Lila Hart is really Kitty Doe. She was somehow persuaded it was for the good of the resistance for her to impersonate the niece of the President, and does so begrudgingly, pretending to be engaged to the bossy Knox and longing for her loving boyfriend Benjy. But her impulsive decisions and confusion over who to trust lead to an attempt to escape – but she is caught sent to the mysterious Elsewhere, where again she finds herself torn between fleeing for her freedom or fighting for her country.
The set up was good here. Why is she impersonating someone? What secrets does this strange society hold? Is Knox really on her side? What has happened to make society like this? Will Kitty be able to keep up the pretence? Why did the real Lila go into hiding? The story was gripping and pacy… but ultimately let down by the characters.
Sadly, as I realised even more when writing the synopsis above, I don’t actually know the answers to most of those questions still. Sure, secrets were revealed throughout the book, and they were shocking and exciting as we went, the world was well built and suitably horrible for a dystopia – but still, looking back I’m not quite sure how things fit together.
This is partly because of Lila’s extreme impulsiveness. She never, ever, ever, ever EVER waits to try to understand anything or hear anyone out. She’s always made a decision and reaction straight away – and soon I found I couldn’t even tell if they were the right decision or not. It got terrifically annoying, particularly as I found that I didn’t trust her judgement at all.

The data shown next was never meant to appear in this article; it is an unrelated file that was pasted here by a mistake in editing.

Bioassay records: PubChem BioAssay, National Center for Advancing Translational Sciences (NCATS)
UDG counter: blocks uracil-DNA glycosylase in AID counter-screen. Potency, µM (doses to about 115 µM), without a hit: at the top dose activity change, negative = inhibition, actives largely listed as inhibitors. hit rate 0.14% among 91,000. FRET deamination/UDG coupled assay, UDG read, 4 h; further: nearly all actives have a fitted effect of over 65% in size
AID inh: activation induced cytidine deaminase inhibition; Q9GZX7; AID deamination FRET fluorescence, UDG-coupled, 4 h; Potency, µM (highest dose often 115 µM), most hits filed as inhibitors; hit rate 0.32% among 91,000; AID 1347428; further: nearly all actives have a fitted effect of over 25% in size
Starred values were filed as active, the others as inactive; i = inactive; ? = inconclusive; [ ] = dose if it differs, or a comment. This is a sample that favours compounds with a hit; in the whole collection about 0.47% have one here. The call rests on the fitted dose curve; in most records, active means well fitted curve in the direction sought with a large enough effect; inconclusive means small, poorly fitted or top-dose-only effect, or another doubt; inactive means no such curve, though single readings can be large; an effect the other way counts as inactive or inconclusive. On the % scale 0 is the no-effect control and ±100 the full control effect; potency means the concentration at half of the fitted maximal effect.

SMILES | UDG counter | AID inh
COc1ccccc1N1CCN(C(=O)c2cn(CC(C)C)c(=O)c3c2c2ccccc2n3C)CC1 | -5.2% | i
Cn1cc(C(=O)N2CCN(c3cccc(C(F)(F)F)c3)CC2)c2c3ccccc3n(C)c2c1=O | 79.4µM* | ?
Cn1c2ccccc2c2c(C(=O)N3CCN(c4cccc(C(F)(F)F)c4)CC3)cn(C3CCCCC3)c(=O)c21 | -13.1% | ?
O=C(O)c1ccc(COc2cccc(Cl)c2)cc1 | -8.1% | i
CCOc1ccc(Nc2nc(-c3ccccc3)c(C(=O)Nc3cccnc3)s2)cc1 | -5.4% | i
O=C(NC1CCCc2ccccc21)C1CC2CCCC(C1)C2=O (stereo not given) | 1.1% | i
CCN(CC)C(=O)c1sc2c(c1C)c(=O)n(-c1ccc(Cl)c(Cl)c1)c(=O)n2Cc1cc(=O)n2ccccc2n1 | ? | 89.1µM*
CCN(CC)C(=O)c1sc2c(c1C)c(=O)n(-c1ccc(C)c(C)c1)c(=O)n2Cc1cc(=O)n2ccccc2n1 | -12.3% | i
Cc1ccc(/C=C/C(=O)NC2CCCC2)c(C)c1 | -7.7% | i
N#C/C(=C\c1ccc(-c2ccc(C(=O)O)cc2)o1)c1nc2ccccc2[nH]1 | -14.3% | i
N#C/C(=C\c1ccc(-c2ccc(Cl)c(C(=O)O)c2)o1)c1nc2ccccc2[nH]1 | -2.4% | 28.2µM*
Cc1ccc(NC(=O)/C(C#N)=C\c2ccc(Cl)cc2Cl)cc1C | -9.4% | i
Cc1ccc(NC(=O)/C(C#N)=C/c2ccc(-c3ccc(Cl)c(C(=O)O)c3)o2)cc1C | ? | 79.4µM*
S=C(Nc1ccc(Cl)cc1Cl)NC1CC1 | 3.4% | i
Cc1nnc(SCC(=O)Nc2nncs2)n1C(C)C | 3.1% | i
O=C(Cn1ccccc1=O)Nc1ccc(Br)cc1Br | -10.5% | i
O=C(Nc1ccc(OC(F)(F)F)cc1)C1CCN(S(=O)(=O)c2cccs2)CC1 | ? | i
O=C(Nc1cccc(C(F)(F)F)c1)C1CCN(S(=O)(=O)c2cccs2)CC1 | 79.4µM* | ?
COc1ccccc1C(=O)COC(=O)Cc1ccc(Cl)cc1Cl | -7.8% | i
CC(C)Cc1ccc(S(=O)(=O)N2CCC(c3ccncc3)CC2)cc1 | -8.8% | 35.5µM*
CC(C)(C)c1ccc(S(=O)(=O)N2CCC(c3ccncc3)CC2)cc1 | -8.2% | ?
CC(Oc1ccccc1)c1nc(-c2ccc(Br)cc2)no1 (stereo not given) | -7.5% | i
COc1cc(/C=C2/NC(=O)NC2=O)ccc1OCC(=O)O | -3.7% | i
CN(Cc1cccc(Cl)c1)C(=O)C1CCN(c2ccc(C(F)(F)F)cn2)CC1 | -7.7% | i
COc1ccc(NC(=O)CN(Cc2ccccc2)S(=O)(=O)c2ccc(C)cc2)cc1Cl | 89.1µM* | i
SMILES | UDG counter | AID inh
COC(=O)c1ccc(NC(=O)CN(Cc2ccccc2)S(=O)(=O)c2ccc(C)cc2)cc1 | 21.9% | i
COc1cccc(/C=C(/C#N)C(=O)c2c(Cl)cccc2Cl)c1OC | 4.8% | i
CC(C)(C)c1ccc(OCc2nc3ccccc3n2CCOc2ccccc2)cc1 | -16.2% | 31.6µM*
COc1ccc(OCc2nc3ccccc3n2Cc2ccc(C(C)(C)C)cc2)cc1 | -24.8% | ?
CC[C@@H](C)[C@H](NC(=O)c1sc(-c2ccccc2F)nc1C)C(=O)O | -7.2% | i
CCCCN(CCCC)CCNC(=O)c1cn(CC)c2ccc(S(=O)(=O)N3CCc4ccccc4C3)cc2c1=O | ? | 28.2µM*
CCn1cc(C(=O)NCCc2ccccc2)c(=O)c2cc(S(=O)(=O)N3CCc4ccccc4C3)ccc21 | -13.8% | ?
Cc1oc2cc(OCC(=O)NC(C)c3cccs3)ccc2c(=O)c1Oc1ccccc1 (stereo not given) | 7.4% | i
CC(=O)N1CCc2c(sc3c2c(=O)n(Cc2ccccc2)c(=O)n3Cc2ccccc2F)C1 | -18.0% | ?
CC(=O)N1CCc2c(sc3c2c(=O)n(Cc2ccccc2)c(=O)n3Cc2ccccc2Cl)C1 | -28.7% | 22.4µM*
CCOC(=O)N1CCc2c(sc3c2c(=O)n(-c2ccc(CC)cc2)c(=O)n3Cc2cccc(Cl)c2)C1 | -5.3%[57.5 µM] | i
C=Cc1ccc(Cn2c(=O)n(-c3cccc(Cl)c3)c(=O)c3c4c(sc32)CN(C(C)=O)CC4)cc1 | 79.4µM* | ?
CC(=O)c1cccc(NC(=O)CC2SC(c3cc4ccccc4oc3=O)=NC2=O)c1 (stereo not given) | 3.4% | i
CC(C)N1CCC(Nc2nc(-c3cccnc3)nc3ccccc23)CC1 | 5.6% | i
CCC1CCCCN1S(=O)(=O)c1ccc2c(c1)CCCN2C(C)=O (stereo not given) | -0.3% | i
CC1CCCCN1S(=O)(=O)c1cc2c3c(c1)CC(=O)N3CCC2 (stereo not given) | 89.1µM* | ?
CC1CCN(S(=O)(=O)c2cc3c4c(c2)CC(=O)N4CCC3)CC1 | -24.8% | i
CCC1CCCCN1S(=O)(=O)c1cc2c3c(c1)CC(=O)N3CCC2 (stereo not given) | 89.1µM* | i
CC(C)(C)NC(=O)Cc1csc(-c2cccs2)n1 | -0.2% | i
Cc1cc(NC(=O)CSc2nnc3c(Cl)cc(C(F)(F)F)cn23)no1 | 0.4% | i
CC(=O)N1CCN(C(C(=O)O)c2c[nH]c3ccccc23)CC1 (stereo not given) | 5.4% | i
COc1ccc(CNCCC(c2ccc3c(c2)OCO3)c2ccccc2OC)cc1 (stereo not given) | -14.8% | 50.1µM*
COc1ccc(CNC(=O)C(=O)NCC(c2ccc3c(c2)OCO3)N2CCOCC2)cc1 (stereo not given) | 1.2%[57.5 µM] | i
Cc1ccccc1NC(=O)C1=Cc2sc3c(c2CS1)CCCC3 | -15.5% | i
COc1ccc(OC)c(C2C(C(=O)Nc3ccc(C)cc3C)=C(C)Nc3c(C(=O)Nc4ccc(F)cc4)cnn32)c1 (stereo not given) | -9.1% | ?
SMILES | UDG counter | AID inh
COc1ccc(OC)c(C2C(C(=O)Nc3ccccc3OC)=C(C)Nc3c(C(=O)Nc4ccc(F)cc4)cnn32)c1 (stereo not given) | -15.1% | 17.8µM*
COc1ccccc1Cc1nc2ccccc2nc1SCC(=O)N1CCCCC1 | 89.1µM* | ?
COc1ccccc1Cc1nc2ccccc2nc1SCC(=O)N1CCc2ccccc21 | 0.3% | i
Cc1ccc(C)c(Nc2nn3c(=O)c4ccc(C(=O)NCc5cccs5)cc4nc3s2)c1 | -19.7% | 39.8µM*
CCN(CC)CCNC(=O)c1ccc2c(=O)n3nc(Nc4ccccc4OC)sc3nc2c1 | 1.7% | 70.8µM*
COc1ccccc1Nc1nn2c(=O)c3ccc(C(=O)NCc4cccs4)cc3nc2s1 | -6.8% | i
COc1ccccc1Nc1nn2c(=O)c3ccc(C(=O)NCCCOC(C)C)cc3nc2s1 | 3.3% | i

So I was found it very hard to identify with the main character. I can remember feeling that was as a teen reader too: I was thoughtful and careful in my reactions, whereas every heroine I read about was totally different to me, and I genuinely couldn’t understand how and why they acted as they did. (Apart from Mia in The Princess Diaries, but I don’t admit to loving that…)
OH and also, her love interest Benjy literally had NO character whatsoever. His rather lame name matched everything about him we know. Literally the only thing is he and Kitty grew up together, and he drew her a picture of a house they’d live in together on a napkin.
But still, I did genuinely enjoy reading it. The plot was pacy and gripping, and I’m not saying I won’t read the next one. If only to finally maybe work out what’s going on. But I’d really like some better characterisation, please.